I’m a little late posting this latest update, I’m going to blame the Olympics, which of course is what the Torch Relay was bringing to London anyway, so I think I’m excused!
This was Day 69, the penultimate day of the Relay and I got up extremely early so that I could see it come through Islington where I live. I walked down to Upper Street, just after the Highbury Corner roundabout and was shocked at just how many people were there, given that it was 7:30am and a working day. The other thing that struck me was that although there were warnings put up well in advance to warn drivers of the relay, the road hadn’t actually been closed, so there was still traffic trying to come the other way; given the amount of people, this wasn’t good news for anyone driving!
It was great to finally see the Olympic Flame in the flesh, after having seen it on television everywhere else in the country. Rhyania Blackett-Codrington was the Torch Bearer for the stretch that I was on, from what I’ve read she was nominated because she is a School Teacher and is involved in helping to mentor and turnaround the lives of disadvantaged youths. I think I got some good shots of her carrying the flame, its just a shame that unlike just about every other Torch Bearer I’ve seen, she didn’t smile! From an interview I read afterwards, she was apparently extremely nervous and overwhelmed by the number of people, so I guess that understandable. I’ve also read that she has allowed her Torch to be displayed in Hackney Community College which helped to get her qualifications and turn her own life around, so thats certainly pretty cool of her to do.
After the Torch had gone by, I followed it a little further down the road to Islington Town Hall where Rhyania was to hand it over to comedian David Walliams. I suppose because of the draw of a celebrity and because the council had laid on music and dramatics outside the Hall, the crowd was even bigger here, so it was difficult to even move. It was pretty hard for me to get good photos at this stage, but as I got closer and started to follow it again, I did manage to get what is probably my favourite photo of the day as David held the Torch high as he was running.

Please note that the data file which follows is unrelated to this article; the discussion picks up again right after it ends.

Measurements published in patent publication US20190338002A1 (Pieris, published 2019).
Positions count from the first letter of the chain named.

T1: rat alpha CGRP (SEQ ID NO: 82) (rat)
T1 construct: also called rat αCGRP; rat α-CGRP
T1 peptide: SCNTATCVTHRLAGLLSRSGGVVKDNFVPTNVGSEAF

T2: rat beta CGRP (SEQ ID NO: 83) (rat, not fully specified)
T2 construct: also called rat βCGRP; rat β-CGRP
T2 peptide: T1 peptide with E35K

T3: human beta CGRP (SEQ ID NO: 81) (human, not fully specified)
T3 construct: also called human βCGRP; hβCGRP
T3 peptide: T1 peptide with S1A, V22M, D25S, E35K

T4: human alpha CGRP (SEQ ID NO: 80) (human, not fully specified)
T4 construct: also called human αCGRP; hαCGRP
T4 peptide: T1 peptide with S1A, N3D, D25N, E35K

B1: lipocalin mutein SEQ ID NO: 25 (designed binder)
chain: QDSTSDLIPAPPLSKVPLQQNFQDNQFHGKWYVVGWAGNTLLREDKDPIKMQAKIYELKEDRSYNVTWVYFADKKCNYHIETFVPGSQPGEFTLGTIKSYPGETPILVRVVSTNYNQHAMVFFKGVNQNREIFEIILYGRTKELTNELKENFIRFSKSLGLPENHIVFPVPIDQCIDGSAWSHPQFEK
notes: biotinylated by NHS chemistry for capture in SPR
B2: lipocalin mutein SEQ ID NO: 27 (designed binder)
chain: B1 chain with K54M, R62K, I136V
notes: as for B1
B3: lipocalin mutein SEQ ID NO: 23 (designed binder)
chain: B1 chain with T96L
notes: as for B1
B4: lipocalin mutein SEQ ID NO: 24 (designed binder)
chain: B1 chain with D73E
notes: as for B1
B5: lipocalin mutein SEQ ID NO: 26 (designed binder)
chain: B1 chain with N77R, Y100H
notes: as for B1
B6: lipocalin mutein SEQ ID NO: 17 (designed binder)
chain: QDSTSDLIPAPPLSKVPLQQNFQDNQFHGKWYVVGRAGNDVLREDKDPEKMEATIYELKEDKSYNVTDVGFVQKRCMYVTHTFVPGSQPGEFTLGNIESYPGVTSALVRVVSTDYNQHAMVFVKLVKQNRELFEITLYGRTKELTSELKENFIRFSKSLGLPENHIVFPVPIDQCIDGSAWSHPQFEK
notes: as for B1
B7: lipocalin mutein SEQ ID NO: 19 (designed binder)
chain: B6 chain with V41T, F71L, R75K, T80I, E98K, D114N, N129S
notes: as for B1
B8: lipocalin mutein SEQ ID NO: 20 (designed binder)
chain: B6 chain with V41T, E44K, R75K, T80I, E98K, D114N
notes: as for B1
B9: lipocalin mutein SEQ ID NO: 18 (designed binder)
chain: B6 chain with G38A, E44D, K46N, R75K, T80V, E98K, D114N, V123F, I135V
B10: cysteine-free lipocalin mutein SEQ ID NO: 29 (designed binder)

The Torch Relay continued on but it was difficult to keep up with it because of the crowds. Before I knew it I was in Angel as it headed through Finsbury into the City. I thought it would be nice to try and get some more photos, so I decided I would try and beat the flame to another point on the route. I figured that The Millennium Bridge with St. Paul’s in the background would be a picturesque spot and had an hour to get there while it snaked around the City. Unfortunately, I couldn’t get onto the bridge itself, as the organisers had decided to only allow the Torch Bearer on it, who at the time nobody had a clue who that would be. I waited about 30 minutes at the end of the bridge with a group of about 40 people, however it was made up much more of tourists this time, lots of foreign accents. When the sight of the flame eventually appeared in the distance on the bridge, it didn’t take long to work out that it was Ade Adepitan, Paralympic Wheelchair Basketball Star turned TV Presenter. He wheeled his way along the bridge and was absolutely loving it, so great to see.
I moved into the crowd to watch as Ade handed over the flame with the ‘torch kiss’, it then disappeared into Shakespeare’s Globe Theatre and that was the last I saw of it. I then walked all the way along the South Bank and was amazed by the buzz that had now engulfed London, there were pop up art installations and exhibitions, dramatics and TV crews from just about every nation. London was ready.
You can see more of the photos I took on the day below: